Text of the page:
Based on a very clever comedy by Claire Booth, wife of Time Publisher Henry Luce and later Ambassador to Italy. One of the surprises was an all-woman cast, novel in the 1930's. And although there were no men in the cast, most of the dialog was about them. The story is rather thin and depended on the fact that divorce, in the 1930's, was not only difficult but almost impossible in New York. Mrs. Stephen Haynes learns that her husband is seeing a salesgirl at Saks, and reluctantly divorces him, abetted by her friends, all of whom have romantic problems of their own. In the 1930's New York women who could afford it went to Nevada, where residency could be established quickly and divorce was relatively easy. The 1939 film, starring Norma Shearer, Paulette Goddard, Rosalind Russell, and Joan Crawford, was a hit. This one, with an even better looking cast, is definitely not, largely because someone tried to move a 1930's situation comedy into the present.Written by
The Women (2008) by Diane English is sadly such a waste of talent. With Annette Benning, Candice Bergen, Bette Midler, Cloris Leachman whom I like and enjoy in everything I've seen them, and Meg Ryan, Jada Pinkett Smith, Debra Messing, and Eva Mendes who may not be my favorite actors but are nice to look at, how could the movie be boring, predictable, embarrassing, sloppy, and simply bad? It was made by Diane English who is known as the writer of the very successful TV show Murphy Brown, and it is her first movie for which she wrote a script. The movie has been a labor of love for English who had tried for many years to make it happen and I respect that. I even found the scenes with the supporting players, Bergen, Leechaman, Carry Fisher and Bette Middler in short but memorable cameos, funny, smart, and enjoyable but in general the movie is a second hand "Sex and the City" which was released few months ago. I did not find Sex and the City very good when I saw it but next to The Women, it was simply brilliant. At least, Sex and the City spared us the long and tasteless scene in the hospital's delivery room where one of the characters' was having a baby and her friends were there supporting her. Poor Debra Messing, what did she do to deserve that nightmare she was put through and we, the viewers together with her? The movies like "The Women" give the whole genre, chick flicks, a bad name. It is nothing wrong with the genre, but why is it so difficult to make a really good comedy about female friendships and hardships, about dealing with marriage, motherhood, and proving yourself professionally? These are all very compelling and important subjects any modern woman can relate to. Why making movies with the lines, dialogs, and situations so clichéd, predictable, not funny and insulting that they will be forgotten as soon as the movie is over?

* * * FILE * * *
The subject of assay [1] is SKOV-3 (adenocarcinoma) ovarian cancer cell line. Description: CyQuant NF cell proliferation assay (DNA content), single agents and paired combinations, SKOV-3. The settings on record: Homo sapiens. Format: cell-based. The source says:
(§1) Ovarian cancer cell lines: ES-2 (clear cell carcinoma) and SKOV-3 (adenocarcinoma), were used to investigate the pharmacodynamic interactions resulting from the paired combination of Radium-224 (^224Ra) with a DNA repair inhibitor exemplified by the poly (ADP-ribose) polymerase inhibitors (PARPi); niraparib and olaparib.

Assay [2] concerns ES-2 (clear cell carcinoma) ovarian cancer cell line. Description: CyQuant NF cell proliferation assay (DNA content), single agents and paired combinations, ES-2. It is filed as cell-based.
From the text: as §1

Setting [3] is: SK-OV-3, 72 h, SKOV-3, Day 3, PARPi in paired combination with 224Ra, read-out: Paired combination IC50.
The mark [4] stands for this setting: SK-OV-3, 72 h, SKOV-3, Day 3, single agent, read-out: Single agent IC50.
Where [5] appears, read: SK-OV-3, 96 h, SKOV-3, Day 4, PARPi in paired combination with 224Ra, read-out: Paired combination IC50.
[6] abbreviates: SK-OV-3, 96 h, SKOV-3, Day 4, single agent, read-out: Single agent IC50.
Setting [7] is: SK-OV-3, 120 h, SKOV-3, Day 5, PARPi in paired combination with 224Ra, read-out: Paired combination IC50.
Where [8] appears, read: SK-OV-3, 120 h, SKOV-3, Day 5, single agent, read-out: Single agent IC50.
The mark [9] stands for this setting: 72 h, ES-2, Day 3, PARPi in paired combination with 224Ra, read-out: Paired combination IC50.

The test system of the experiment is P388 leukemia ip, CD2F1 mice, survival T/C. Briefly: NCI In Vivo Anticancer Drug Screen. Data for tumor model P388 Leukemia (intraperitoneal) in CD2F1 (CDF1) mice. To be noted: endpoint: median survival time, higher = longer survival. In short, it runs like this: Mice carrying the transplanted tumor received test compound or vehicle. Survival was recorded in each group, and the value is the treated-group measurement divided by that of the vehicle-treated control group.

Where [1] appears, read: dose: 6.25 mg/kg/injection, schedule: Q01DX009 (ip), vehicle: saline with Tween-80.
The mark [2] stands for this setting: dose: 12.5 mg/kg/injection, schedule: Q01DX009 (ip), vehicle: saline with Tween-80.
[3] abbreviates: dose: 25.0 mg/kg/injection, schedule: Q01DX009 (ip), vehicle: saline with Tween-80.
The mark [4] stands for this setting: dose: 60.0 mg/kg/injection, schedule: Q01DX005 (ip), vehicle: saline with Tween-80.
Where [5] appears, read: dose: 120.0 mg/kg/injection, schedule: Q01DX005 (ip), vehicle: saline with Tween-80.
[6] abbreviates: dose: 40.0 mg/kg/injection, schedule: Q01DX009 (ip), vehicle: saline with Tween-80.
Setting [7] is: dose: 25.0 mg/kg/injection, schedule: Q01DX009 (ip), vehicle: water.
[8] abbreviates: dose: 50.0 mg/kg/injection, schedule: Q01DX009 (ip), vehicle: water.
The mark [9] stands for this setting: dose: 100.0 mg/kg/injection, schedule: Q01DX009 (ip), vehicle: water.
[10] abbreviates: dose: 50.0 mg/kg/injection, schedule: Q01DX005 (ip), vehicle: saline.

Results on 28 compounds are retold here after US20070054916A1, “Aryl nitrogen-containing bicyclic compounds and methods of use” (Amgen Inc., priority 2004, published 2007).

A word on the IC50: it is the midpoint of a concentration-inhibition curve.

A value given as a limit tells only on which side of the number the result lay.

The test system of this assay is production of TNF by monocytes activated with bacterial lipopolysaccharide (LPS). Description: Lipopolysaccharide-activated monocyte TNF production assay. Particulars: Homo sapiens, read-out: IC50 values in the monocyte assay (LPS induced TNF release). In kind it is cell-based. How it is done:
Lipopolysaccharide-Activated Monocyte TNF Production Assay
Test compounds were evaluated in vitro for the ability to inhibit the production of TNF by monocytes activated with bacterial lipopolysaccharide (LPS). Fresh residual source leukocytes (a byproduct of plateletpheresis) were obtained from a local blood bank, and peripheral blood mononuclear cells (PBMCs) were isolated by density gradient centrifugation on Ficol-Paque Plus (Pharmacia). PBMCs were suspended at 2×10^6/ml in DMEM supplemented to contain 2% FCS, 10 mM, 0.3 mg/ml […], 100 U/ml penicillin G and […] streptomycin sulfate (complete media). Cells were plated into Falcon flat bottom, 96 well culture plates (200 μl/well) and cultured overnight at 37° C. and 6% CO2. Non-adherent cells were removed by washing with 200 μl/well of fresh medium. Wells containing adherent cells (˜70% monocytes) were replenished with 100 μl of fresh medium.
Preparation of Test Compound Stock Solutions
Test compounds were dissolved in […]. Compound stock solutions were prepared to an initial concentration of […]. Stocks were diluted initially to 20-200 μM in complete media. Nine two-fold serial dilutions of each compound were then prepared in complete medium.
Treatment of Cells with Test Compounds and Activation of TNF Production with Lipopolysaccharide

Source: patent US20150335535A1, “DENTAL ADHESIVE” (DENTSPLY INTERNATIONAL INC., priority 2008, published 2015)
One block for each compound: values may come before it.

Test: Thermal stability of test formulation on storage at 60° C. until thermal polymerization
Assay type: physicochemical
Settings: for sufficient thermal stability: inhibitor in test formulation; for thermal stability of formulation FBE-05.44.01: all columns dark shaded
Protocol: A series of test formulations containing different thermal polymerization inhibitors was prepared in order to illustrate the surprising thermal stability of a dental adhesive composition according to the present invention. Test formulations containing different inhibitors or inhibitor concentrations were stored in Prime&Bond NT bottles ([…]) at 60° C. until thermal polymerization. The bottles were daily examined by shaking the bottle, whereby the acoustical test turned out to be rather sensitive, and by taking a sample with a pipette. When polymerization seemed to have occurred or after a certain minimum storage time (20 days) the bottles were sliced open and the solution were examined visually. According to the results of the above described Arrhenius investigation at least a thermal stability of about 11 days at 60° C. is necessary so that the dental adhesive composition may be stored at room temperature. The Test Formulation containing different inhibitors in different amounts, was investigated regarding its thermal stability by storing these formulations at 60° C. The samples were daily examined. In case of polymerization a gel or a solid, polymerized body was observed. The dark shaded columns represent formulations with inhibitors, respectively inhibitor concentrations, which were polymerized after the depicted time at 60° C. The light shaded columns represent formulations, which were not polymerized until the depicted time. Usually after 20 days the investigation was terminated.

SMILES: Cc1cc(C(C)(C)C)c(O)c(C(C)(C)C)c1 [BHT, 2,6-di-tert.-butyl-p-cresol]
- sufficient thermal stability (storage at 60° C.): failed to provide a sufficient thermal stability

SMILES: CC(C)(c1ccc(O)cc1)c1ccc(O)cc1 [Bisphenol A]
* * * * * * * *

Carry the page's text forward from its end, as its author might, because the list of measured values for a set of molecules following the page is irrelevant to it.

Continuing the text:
After I saw the new movie, I checked out from my local library the original The Women and I truly enjoyed it. The story was told much better 70 years ago, and kept my interest all the way. The old movie had a real star power.
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